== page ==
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Bush calls a halt to paying columnists for PR

WASHINGTON -- President Bush ordered his Cabinet secretaries yesterday not to hire columnists to promote their agendas after disclosure that a second writer was paid to research an administration initiative.

The president said he expects his agency heads will ''make sure that that practice doesn't go forward."

''All our Cabinet secretaries must realize that we will not be paying commentators to advance our agenda. Our agenda ought to be able to stand on its own two feet," Bush said at a news conference.

Bush's remarks came a day after syndicated columnist Maggie Gallagher apologized to readers for not disclosing a $21,500 contract with the Department of Health and Human Services to help create materials promoting the agency's $300 million initiative to encourage marriage.

Bush also said the White House had not been aware that the Education Department paid commentator and columnist Armstrong Williams $240,000 to plug its policies. That contract came to light Jan. 7.

Bush said there ''needs to be a nice independent relationship between the White House and the press, the administration and the press."

He noted that ''we have new leadership going into the Department of Education."

Education Secretary Margaret Spellings started this week, replacing Rod Paige, who served one term. Paige had ordered an investigation into whether Williams should have disclosed the deal to produce television and radio ads promoting the No Child Left Behind Act.

Williams has apologized, calling it a mistake in judgment to not disclose that he was being paid by the administration but insisting he broke no laws.

In her column Tuesday, Gallagher apologized to readers, saying that she was not paid to promote marriage but ''to produce particular research and writing products" -- articles, brochures, presentations. ''My lifelong experience in marriage research, public education, and advocacy is the reason HHS hired me," she wrote.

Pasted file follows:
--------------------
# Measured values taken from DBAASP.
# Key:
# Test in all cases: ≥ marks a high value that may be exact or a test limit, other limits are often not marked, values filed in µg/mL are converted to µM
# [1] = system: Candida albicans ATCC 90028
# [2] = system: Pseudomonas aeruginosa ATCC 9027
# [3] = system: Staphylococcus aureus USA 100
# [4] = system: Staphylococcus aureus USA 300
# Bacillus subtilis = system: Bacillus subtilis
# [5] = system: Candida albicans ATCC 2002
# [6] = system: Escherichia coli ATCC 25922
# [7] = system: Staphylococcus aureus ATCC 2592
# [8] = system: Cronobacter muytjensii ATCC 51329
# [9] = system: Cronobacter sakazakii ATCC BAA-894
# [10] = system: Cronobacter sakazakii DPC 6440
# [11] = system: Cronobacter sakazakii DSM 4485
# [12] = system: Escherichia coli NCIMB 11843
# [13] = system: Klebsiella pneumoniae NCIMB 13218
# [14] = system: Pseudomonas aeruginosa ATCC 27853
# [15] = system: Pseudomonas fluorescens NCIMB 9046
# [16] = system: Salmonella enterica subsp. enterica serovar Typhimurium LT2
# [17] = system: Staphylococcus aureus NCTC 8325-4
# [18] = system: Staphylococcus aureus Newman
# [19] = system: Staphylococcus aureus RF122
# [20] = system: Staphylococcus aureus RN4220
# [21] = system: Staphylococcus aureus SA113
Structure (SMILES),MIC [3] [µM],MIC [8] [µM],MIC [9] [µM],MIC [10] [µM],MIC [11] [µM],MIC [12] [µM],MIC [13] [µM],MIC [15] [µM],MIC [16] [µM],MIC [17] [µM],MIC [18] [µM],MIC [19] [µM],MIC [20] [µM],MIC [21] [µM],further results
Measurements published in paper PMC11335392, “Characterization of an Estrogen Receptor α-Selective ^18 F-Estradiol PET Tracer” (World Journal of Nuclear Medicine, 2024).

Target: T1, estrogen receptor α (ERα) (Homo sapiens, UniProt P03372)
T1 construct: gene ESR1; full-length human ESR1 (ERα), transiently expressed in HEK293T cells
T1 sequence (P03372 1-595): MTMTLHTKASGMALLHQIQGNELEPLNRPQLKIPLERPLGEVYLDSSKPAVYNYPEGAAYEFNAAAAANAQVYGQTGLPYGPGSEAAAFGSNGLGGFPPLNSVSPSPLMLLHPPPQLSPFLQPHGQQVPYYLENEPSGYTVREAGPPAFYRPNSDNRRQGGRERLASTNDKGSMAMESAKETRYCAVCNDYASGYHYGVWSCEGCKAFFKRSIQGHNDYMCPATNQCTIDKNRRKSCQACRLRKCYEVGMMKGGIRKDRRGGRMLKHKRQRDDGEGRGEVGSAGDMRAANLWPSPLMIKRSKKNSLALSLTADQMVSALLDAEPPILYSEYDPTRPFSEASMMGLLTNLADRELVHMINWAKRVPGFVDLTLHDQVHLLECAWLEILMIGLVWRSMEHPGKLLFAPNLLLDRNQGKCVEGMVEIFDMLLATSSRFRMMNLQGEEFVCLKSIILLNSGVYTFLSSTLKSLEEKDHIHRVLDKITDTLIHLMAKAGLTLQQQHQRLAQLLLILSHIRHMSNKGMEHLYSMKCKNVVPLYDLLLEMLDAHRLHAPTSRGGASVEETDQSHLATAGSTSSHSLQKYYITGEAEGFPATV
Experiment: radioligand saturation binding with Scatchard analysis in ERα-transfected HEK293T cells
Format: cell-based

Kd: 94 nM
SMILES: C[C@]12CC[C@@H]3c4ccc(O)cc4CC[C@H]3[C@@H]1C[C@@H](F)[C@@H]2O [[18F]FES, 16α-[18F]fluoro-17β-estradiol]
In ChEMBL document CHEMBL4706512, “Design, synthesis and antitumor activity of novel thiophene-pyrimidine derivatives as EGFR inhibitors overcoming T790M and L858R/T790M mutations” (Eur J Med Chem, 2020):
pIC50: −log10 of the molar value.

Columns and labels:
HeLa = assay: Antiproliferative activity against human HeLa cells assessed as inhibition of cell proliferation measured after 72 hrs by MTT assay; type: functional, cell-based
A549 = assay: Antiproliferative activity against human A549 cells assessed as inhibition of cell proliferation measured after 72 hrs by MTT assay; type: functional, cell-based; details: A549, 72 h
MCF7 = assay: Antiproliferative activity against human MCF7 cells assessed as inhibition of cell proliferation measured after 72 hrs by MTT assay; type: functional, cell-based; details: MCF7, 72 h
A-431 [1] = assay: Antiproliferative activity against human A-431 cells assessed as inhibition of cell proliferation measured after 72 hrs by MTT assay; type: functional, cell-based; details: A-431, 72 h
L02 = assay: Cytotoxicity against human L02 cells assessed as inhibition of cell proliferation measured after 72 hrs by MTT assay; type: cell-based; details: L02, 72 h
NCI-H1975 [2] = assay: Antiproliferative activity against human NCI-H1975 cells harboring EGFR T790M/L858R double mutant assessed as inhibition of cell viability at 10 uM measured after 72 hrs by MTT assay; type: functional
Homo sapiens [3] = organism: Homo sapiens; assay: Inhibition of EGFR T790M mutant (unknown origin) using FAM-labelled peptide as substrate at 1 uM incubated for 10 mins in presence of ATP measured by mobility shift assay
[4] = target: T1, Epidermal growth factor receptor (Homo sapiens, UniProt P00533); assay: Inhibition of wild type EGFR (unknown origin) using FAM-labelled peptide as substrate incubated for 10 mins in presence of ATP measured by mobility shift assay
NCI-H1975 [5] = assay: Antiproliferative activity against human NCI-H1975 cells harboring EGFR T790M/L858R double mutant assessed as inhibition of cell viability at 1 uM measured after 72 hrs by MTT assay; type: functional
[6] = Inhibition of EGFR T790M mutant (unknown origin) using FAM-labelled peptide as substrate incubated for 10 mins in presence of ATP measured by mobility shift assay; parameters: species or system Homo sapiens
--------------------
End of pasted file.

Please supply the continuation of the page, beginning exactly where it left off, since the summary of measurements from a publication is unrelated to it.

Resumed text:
She said it never occurred to her to tell readers about her work for the government. ''I should have disclosed a government contract when I later wrote about the Bush marriage initiative. I would have, if I had remembered it. My apologies to my readers."

In 2002, Gallagher contributed to an essay promoting marriage that appeared in Crisis magazine under the byline of Wade F. Horn, assistant secretary for children and families at Health and Human Services.

Horn said yesterday that Gallagher was never paid to promote the president's marriage initiative in her column. ''We hired her because of her expertise in the area of marriage research in order to draw upon that expertise to help us develop materials related to healthy marriage," he said, adding that Gallagher drafted brochures and helped draft the article that was ultimately published under his name.

Gallagher got another $20,000 from a private organization called the National Fatherhood Initiative, using money from a Justice Department grant. Some of the money was approved while President Clinton was still in office. For that 2001 grant, she wrote a report, titled ''Can Government Strengthen Marriage?"

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